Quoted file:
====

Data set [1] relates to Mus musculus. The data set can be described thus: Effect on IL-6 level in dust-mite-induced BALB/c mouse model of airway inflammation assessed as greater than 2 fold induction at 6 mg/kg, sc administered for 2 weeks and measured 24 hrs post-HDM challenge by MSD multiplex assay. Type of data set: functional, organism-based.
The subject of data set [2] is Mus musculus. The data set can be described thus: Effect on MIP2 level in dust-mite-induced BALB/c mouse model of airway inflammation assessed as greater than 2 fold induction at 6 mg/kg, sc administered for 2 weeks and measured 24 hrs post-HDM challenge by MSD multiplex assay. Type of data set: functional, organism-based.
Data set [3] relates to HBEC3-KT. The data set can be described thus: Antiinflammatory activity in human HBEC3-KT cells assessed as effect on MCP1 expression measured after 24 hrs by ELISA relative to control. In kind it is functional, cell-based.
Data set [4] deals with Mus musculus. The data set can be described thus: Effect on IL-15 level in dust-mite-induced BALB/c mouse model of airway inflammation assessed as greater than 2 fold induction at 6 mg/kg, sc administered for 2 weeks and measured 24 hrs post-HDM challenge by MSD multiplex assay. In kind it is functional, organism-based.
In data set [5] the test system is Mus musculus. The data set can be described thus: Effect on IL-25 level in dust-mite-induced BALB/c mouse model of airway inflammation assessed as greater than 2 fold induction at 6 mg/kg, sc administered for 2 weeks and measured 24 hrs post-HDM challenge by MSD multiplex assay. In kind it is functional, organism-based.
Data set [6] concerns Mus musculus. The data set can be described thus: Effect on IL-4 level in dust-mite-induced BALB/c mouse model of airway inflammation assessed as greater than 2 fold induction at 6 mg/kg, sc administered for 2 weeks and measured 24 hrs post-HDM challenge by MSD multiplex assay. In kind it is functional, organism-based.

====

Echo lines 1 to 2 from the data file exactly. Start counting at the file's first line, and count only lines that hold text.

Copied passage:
Data set [1] relates to Mus musculus. The data set can be described thus: Effect on IL-6 level in dust-mite-induced BALB/c mouse model of airway inflammation assessed as greater than 2 fold induction at 6 mg/kg, sc administered for 2 weeks and measured 24 hrs post-HDM challenge by MSD multiplex assay. Type of data set: functional, organism-based.
The subject of data set [2] is Mus musculus. The data set can be described thus: Effect on MIP2 level in dust-mite-induced BALB/c mouse model of airway inflammation assessed as greater than 2 fold induction at 6 mg/kg, sc administered for 2 weeks and measured 24 hrs post-HDM challenge by MSD multiplex assay. Type of data set: functional, organism-based.